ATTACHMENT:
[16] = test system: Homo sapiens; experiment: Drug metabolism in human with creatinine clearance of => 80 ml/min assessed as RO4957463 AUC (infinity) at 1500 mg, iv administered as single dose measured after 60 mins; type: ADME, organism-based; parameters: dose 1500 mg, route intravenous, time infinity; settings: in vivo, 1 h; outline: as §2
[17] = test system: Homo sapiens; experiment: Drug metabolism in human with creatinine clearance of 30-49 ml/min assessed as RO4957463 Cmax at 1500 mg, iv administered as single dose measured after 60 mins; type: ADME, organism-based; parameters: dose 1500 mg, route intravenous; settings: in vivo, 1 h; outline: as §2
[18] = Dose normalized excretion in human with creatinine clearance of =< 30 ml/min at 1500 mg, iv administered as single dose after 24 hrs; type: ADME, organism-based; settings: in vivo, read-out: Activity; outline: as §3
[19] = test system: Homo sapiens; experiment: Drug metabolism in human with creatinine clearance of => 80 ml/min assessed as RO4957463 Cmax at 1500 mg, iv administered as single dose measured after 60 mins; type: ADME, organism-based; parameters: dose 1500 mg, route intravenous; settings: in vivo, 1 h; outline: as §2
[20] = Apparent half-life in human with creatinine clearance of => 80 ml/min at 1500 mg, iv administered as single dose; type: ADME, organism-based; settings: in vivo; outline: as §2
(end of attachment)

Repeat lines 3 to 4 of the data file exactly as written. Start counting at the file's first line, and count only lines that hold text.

[18] = Dose normalized excretion in human with creatinine clearance of =< 30 ml/min at 1500 mg, iv administered as single dose after 24 hrs; type: ADME, organism-based; settings: in vivo, read-out: Activity; outline: as §3
[19] = test system: Homo sapiens; experiment: Drug metabolism in human with creatinine clearance of => 80 ml/min assessed as RO4957463 Cmax at 1500 mg, iv administered as single dose measured after 60 mins; type: ADME, organism-based; parameters: dose 1500 mg, route intravenous; settings: in vivo, 1 h; outline: as §2